|Apex court moved seeking establishment of sufficient number of courts|
Sitting judges are overburdened, says petition
About 1.45 crore cases are filed every year
New Delhi: Apprehending that the huge backlog of cases may result in a breakdown of the justice delivery system, the Supreme Court has been moved seeking a direction to the Centre and the States to establish sufficient number of courts so that the arrears could be totally wiped out.
A Bench consisting of Justice S.B. Sinha and Justice H.S. Bedi on Friday directed that the petition be placed before Chief Justice K.G. Balakrishnan for posting it before a larger Bench since important questions of law of public importance were involved in it.
The Supreme Court is monitoring the implementation of the fast track courts in the country and has appointed advocate P.S. Narasimha as amicus curiae to assist the court.
When the matter came up for hearing, he filed an application raising various issues and pleaded that it be taken up immediately.
Solicitor-General G.E. Vahanvati said that since serious questions were raised in the application, it could be treated as a separate petition and heard by a larger bench. Accordingly the Bench referred the matter for hearing by a larger Bench.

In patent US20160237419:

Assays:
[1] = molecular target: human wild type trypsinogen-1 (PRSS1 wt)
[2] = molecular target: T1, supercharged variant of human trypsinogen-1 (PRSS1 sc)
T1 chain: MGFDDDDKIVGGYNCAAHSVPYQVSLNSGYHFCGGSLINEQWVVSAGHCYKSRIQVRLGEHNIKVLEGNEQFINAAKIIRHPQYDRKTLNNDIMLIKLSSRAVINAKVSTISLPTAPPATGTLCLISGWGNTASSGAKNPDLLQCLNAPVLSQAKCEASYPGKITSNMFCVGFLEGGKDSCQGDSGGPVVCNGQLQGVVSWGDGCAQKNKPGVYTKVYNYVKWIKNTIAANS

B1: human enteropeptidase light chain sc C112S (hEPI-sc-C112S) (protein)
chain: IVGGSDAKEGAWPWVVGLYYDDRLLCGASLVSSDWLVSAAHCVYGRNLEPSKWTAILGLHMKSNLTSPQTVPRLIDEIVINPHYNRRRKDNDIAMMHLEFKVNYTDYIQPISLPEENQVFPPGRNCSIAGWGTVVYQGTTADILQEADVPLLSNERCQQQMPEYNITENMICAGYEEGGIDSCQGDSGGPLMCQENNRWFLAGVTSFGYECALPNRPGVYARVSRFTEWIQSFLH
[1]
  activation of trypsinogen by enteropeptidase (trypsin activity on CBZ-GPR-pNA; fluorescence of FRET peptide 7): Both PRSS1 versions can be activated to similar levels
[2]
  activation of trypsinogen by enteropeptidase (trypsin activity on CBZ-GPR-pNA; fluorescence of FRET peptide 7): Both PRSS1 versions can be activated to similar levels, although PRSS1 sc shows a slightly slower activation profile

The petition said “the sitting judges are overburdened that it is impossible to expect any expeditious hearing of a case.
The very purpose of judicial adjudication is completely lost by the time the case comes up for hearing. The consequence of this breakdown in the system is far reaching; it leads to loss of confidence in the justice delivery system leading to erosion of the rule of law. Not establishing sufficient number of courts has the serious effect of not only violating the Fundamental Right to Life under Article 21 of the Constitution but it also affects the very basis of democracy.”
It said every year about 1.35 crores of cases were disposed of by the subordinate judiciary.
The real problem was that while old cases were disposed of, fresh filing of about 1.45 crore cases every year resulted in a backlog.
It said that the meagre allocation of funds for the judiciary, viz. 0.071 per cent in the Ninth Plan and 0.078 per cent in the 10th Plan, was affecting the functioning of the judiciary, particularly in increasing the number of courts to clear the backlog of cases.
The petition sought a direction to the Centre and the States to determine the number of courts required for expeditious adjudication of pending cases and to direct them to allocate sufficient funds for establishment of sufficient number of courts.
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